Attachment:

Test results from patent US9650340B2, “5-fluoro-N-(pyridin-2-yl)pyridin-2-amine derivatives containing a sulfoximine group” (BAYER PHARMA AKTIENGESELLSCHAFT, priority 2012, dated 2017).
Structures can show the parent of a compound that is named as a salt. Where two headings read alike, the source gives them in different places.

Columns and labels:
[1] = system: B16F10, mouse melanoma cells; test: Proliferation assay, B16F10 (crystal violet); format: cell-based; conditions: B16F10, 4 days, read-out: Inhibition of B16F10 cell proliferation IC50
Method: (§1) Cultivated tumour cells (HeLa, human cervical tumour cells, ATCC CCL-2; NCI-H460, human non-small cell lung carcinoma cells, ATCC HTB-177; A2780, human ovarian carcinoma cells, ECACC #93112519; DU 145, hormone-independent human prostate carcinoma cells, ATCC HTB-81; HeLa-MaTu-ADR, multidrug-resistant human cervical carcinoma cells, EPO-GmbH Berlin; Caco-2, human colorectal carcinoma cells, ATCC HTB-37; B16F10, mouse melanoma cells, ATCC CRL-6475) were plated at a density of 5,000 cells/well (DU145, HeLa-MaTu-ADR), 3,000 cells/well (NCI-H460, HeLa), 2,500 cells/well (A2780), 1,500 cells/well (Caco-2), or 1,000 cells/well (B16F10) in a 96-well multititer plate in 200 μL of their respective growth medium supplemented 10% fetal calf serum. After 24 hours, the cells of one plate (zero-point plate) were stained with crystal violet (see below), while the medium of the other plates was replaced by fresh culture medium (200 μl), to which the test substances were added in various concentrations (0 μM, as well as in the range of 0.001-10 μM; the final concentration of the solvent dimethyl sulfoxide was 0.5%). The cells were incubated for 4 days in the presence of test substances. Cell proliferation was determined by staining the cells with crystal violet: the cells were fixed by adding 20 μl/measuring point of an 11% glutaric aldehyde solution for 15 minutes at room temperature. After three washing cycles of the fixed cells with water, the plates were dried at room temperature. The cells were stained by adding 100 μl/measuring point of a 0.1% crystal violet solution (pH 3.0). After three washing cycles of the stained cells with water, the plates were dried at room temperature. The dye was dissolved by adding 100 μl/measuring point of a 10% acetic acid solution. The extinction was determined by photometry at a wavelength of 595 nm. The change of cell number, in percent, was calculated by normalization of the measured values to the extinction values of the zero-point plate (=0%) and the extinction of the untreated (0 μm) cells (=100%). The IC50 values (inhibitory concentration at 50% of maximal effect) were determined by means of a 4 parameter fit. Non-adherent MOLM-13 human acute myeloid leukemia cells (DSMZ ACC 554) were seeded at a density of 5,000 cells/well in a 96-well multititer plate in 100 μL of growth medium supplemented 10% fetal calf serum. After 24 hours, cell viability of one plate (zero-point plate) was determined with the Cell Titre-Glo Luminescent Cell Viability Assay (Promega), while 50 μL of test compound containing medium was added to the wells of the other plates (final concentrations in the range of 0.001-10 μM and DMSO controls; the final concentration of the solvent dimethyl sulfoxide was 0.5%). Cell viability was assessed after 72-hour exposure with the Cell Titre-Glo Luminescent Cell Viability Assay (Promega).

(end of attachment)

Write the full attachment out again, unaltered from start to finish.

Test results from patent US9650340B2, “5-fluoro-N-(pyridin-2-yl)pyridin-2-amine derivatives containing a sulfoximine group” (BAYER PHARMA AKTIENGESELLSCHAFT, priority 2012, dated 2017).
Structures can show the parent of a compound that is named as a salt. Where two headings read alike, the source gives them in different places.

Columns and labels:
[1] = system: B16F10, mouse melanoma cells; test: Proliferation assay, B16F10 (crystal violet); format: cell-based; conditions: B16F10, 4 days, read-out: Inhibition of B16F10 cell proliferation IC50
Method: (§1) Cultivated tumour cells (HeLa, human cervical tumour cells, ATCC CCL-2; NCI-H460, human non-small cell lung carcinoma cells, ATCC HTB-177; A2780, human ovarian carcinoma cells, ECACC #93112519; DU 145, hormone-independent human prostate carcinoma cells, ATCC HTB-81; HeLa-MaTu-ADR, multidrug-resistant human cervical carcinoma cells, EPO-GmbH Berlin; Caco-2, human colorectal carcinoma cells, ATCC HTB-37; B16F10, mouse melanoma cells, ATCC CRL-6475) were plated at a density of 5,000 cells/well (DU145, HeLa-MaTu-ADR), 3,000 cells/well (NCI-H460, HeLa), 2,500 cells/well (A2780), 1,500 cells/well (Caco-2), or 1,000 cells/well (B16F10) in a 96-well multititer plate in 200 μL of their respective growth medium supplemented 10% fetal calf serum. After 24 hours, the cells of one plate (zero-point plate) were stained with crystal violet (see below), while the medium of the other plates was replaced by fresh culture medium (200 μl), to which the test substances were added in various concentrations (0 μM, as well as in the range of 0.001-10 μM; the final concentration of the solvent dimethyl sulfoxide was 0.5%). The cells were incubated for 4 days in the presence of test substances. Cell proliferation was determined by staining the cells with crystal violet: the cells were fixed by adding 20 μl/measuring point of an 11% glutaric aldehyde solution for 15 minutes at room temperature. After three washing cycles of the fixed cells with water, the plates were dried at room temperature. The cells were stained by adding 100 μl/measuring point of a 0.1% crystal violet solution (pH 3.0). After three washing cycles of the stained cells with water, the plates were dried at room temperature. The dye was dissolved by adding 100 μl/measuring point of a 10% acetic acid solution. The extinction was determined by photometry at a wavelength of 595 nm. The change of cell number, in percent, was calculated by normalization of the measured values to the extinction values of the zero-point plate (=0%) and the extinction of the untreated (0 μm) cells (=100%). The IC50 values (inhibitory concentration at 50% of maximal effect) were determined by means of a 4 parameter fit. Non-adherent MOLM-13 human acute myeloid leukemia cells (DSMZ ACC 554) were seeded at a density of 5,000 cells/well in a 96-well multititer plate in 100 μL of growth medium supplemented 10% fetal calf serum. After 24 hours, cell viability of one plate (zero-point plate) was determined with the Cell Titre-Glo Luminescent Cell Viability Assay (Promega), while 50 μL of test compound containing medium was added to the wells of the other plates (final concentrations in the range of 0.001-10 μM and DMSO controls; the final concentration of the solvent dimethyl sulfoxide was 0.5%). Cell viability was assessed after 72-hour exposure with the Cell Titre-Glo Luminescent Cell Viability Assay (Promega).